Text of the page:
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In newspapers around the country, Tinsley's work generates loads of reader mail, much of it contentious. "And some really hate me, but that just lets me know that I'm doing my job." Tinsley was a Reader's Digest Fellow at Indiana University's graduate school of journalism. A seasoned, rumpled ex-newspaper reporter, Mallard now works for WFDR-TV in Washington, D. The fact that he's a duck doesn't stand out at Channel 3 nearly as much as his political beliefs.He thinks we average, hardworking Americans need a break instead of a lecture.

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Chef Tom Meckfessel loads up his surf-and-turf paella with a ton of meat and seafood, including roasted pork loin, mussels and Gulf prawns, along with Spanish accents like Serrano ham, olives and saffron.He can tolerate her politics, but not the fact that her idea of a deli is someplace that serves sprouts on a croissant.And, if she says "self-esteem" one more time, he's gonna commit Chantelicide. Wants to forgo his fourth grade eligibility and go straight to the pros. Carp (pronounced Mizzzzzz Carp), is also president of the local NEA chapter.A powerful dry rub made with spices like curry powder and paprika infuses the pork shoulder with plenty of flavor, while a two-ingredient recipe for masa tortillas will make you think twice about the store-bought wraps.Instead of topping grilled corn with butter and salt, brush it with salted coconut cream.However, his privileged background didn't dull his "social conscience"; he would gladly give someone the shirt off Co-anchor at WFDR, Chantel has a dilemma: she likes Mallard but hates his politics.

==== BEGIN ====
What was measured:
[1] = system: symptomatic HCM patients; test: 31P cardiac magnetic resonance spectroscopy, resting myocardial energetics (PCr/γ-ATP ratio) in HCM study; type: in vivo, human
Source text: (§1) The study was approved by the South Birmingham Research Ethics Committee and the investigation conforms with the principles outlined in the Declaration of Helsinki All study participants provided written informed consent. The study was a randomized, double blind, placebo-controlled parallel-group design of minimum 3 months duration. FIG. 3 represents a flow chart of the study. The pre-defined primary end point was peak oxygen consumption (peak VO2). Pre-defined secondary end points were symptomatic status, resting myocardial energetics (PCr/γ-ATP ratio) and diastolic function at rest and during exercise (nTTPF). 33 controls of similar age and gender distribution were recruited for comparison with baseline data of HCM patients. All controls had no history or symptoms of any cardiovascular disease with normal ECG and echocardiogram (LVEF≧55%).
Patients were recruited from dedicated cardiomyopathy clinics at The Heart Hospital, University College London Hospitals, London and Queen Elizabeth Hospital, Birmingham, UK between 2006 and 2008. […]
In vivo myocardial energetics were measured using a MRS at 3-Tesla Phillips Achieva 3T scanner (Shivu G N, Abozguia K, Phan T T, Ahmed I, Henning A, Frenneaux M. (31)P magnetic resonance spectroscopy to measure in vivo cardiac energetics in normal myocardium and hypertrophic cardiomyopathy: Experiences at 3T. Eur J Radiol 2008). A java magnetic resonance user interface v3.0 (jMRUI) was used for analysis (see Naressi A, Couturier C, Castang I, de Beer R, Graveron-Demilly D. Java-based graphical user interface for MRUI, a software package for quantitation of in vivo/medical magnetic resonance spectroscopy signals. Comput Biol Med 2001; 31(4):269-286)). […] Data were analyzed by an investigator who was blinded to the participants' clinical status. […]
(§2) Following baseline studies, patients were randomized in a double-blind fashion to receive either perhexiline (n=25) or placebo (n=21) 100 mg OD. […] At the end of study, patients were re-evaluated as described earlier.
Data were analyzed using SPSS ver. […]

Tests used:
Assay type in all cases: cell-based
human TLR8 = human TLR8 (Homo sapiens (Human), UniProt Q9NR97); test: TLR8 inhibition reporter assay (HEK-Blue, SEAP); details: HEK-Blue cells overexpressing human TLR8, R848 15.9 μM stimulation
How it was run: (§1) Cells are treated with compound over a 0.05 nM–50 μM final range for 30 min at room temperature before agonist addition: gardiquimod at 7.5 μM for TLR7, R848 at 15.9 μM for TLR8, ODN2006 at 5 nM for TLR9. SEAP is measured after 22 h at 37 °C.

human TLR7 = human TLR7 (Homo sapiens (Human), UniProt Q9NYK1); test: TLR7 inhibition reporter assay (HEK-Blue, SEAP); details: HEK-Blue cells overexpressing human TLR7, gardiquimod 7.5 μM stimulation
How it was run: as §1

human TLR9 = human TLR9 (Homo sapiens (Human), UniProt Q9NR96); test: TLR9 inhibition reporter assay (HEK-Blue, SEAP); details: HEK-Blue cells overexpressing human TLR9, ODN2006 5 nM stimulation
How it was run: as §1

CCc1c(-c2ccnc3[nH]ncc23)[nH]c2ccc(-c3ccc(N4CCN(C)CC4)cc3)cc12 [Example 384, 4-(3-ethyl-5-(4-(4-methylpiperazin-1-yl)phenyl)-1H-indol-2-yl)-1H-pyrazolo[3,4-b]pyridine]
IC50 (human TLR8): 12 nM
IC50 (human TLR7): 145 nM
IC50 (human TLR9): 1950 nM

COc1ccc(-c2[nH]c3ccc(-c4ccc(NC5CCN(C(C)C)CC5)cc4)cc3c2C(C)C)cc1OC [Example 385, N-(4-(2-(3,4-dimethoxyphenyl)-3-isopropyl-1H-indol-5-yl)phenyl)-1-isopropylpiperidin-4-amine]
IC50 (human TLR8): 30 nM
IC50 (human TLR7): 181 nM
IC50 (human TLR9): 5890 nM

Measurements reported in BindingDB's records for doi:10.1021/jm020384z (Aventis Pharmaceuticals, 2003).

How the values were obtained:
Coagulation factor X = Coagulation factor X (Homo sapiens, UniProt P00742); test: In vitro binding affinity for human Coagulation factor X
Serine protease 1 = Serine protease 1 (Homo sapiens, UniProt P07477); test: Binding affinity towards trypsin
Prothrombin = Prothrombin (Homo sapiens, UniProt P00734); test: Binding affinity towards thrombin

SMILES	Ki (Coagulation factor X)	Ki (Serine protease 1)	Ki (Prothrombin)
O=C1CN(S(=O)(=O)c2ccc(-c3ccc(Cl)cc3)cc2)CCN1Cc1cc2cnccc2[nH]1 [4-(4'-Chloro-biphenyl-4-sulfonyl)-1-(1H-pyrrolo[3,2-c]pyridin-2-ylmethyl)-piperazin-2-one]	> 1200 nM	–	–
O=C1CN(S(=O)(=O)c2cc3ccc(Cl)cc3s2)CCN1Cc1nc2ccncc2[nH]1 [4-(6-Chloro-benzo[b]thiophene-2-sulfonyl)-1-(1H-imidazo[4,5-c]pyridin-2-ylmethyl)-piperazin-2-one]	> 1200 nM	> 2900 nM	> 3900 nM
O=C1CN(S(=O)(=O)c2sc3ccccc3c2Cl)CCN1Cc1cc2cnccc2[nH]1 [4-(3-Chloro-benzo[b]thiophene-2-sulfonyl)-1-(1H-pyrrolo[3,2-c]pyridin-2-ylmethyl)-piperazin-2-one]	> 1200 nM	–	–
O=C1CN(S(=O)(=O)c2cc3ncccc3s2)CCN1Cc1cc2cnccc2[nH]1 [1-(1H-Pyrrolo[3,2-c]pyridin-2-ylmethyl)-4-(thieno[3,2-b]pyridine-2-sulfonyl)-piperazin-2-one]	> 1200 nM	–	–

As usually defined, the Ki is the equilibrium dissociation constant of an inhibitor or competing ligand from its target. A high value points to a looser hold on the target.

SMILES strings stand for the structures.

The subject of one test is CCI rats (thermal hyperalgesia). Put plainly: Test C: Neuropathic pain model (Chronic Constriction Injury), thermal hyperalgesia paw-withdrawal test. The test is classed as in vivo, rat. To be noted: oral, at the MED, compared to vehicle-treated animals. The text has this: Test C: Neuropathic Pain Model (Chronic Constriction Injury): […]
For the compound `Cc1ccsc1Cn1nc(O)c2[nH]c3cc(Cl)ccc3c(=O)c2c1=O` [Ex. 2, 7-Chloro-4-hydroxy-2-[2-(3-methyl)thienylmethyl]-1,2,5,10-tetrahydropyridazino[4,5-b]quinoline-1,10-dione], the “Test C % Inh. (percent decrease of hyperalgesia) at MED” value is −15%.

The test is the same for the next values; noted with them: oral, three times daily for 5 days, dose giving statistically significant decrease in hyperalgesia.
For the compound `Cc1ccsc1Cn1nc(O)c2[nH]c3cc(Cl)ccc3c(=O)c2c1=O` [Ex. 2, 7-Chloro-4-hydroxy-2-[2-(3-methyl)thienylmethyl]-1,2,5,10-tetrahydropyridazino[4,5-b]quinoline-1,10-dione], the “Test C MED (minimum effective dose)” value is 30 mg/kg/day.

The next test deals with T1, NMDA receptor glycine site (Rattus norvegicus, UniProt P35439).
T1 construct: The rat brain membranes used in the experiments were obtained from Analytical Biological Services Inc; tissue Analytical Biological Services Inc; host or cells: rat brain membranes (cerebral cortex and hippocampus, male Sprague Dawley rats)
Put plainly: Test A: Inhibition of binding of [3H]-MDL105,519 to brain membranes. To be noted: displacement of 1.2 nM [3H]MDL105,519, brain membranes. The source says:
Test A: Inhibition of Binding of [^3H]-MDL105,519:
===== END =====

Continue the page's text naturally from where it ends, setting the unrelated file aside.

Smart, aggressive and liberal, she once had all the makings of a first-class journalist. Chantel and Mallard can't even have lunch together without fighting.

Last and clearly least, Chet is Chantel's co-anchor at WFDR. Although he wasn't born when President Kennedy was assassinated, he can tell you exactly where he was when Barbara Walters launched The View.

Chet believes in giving back to the community, so he's endowed a scholarship to give aspiring young anchorpersons the same opportunity he had - to get a chin transplant. Congressman Veneer never met a tax hike he didn't like.

When asked to come up with a mascot for The Daily Progress entertainment section, artist Tinsley showed editors three ideas: a blue hippopotamus, a big nose in tuxedo and cane, and a duck.

Tinsley says the hippo went unused for fear of offending overweight people, and the nose was axed because it would "offend people of Jewish and Mediterranean descent, not to mention Arabs and anyone else with a big nose." Tinsley says he thought his editors were kidding, but they were not.

Today, the celebrated comic strip about Tinsley's conservative reporter-duck fills the bill in nearly 400 newspapers nationwide.